Utilizing Beneficial Bacterial Endophytes to Promote Switchgrass Growth in Low- input Agricultural Production Systems


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Virginia Tech


The US Department of Energy has focused research efforts on developing switchgrass into a bioenergy feedstock, helping to offset the use of non-renewable fossil fuels and make the US more energy independent. Bacterial endophytes, which reside inside plant tissues, are proven to increase yield and stress resistance in a number of plants. The primary objective of this dissertation was to explore the use of endophytes to improve biomass yields of switchgrass on lands not suitable for food crops and better understand the underlying mechanisms of the plant-endophyte interaction. Integration of this research into K-12 STEM education to increase interest in plant sciences and create the next generation of scientists with the motivation to help solve the challenges facing society in the twenty first century was the objective of the outreach component of this project. Chapter one demonstrates the ability of Burkholderia phytofirmans strain PsJN to colonize switchgrass and promote plant growth under in vitro (approximately 50% higher), and growth chamber and greenhouse (48.6% higher biomass yields) conditions. The objectives of Chapter two were to determine stand establishment in the field with different nutrient levels. PsJN bacterization positively benefited growth and development of switchgrass seedlings in the field with both low and high nutrient content. Highly significant (p<0.001) stimulation of root and shoot growth, lateral root formation and number of tillers was recorded on soil with low fertility. PsJN bacterization also enhanced biomass accumulation during the two seasons of growth on both poor (p<0.001) and rich (p<0.05) soil, indicating the potential for the use of PsJN in a low-input switchgrass feedstock production system. Chapter three outlines differences in gene expression patterns upon bacterization, between the responsive cv. Alamo, and a non-responsive cv. Cave-in-Rock. Using EST microarrays and quantitative PCR up- and down-regulated genes were identified in both cultivars. One of the key genes identified was a member of the tau class, glutathione S-transferase (GST). GST enzymes are known to be involved in plants responses to stress. Using overexpression and knockout/knockdown techniques we demonstrated that GST is likely involved in the bacterization induced early plant growth promotion in switchgrass. Chapter four describes the potential for the utilization of beneficial bacterial endophytes capable of fixing atmospheric nitrogen in a free-living state in the development of low-input switchgrass feedstock production systems. Sphingomonas sp. strain NSL isolated from switchgrass tissue was able to grow on nitrogen free medium and stimulated growth of switchgrass cv. Alamo under nitrogen deficient conditions. The ability to fix atmospheric nitrogen was also moved to Burkholderia phytofirmans strain PsJN via horizontal gene transfer from the legume nodulating Burkholderia phymatum. The transformed PsJN was able to fix nitrogen and promote plant growth under nitrogen limited conditions. At every step of the research described in this dissertation efforts were made to include its elements into K-12 education. Chapter five describes four case studies aiming at the enhancement of youth interest in plant sciences in the socieoeconomically depressed areas of Southside Virginia.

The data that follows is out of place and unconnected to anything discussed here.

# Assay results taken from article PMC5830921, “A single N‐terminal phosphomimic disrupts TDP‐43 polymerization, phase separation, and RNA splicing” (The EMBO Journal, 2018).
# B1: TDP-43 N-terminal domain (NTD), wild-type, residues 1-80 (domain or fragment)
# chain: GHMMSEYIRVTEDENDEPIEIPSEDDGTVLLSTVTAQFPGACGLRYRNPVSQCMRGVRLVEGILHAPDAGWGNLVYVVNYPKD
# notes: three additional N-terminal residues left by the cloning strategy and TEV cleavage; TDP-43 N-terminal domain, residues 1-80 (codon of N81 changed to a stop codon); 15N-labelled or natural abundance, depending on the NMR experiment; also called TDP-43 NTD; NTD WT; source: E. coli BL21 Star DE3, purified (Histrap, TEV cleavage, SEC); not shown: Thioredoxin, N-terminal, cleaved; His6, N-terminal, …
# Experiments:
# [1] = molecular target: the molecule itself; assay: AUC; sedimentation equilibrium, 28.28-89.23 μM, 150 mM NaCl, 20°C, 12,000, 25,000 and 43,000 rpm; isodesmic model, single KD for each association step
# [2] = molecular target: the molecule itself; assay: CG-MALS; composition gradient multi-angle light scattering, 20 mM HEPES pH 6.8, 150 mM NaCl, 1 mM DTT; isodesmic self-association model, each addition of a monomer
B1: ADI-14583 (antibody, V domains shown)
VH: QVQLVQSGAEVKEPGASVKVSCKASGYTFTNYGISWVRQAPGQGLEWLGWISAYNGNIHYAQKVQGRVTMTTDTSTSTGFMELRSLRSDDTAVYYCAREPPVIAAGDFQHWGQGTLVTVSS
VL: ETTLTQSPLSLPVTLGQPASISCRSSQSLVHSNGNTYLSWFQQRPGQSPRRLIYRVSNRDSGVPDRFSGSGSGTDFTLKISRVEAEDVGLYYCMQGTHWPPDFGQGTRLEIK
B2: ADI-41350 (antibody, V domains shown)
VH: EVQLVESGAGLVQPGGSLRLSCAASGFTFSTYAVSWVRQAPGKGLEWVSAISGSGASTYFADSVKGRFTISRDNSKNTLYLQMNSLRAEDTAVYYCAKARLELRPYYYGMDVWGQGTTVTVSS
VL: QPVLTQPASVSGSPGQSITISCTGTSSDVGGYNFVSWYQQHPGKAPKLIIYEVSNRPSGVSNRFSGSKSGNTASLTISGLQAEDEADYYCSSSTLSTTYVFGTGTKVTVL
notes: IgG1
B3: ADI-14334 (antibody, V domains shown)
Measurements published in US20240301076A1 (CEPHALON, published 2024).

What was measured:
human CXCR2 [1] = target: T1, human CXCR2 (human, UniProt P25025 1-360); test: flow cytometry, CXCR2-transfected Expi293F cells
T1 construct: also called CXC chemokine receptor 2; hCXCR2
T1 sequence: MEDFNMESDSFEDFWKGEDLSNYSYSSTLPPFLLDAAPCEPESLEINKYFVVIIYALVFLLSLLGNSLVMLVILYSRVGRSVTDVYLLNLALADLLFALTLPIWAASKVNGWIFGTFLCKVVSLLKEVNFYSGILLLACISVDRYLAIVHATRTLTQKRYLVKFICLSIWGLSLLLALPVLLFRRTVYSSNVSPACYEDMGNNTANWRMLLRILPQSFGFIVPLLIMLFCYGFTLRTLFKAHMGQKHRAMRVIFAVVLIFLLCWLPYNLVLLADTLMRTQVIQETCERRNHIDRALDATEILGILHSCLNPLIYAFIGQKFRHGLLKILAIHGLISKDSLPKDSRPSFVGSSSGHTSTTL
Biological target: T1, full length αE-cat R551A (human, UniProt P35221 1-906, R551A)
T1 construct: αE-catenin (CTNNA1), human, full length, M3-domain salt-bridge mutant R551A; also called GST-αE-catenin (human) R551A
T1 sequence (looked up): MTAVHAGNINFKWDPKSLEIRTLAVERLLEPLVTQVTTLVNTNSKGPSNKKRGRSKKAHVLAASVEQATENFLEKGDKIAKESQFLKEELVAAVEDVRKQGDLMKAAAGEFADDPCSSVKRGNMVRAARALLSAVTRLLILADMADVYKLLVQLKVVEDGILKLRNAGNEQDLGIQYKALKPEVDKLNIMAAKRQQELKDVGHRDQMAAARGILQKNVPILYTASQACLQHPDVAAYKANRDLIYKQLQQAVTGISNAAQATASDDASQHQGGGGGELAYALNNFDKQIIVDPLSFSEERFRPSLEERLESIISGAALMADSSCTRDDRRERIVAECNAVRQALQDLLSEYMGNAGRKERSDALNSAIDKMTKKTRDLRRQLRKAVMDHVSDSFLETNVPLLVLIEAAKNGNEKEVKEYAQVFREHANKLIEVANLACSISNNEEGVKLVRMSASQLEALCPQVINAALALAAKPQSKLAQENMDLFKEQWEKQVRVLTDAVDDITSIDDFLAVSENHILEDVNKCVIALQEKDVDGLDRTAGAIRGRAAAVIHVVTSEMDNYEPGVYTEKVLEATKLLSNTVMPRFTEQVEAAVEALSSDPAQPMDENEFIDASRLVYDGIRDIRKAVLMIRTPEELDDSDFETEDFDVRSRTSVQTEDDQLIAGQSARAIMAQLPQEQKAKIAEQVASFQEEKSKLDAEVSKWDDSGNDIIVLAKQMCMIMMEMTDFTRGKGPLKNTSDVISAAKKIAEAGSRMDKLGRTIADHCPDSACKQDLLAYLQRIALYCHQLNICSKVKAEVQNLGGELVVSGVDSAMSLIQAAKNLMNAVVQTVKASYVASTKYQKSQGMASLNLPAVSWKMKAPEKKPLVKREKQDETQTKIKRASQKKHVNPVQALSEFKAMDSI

Low-input, Endophyte, Growth Promotion, Switchgrass, Sustainable Agriculture, Education, Outreach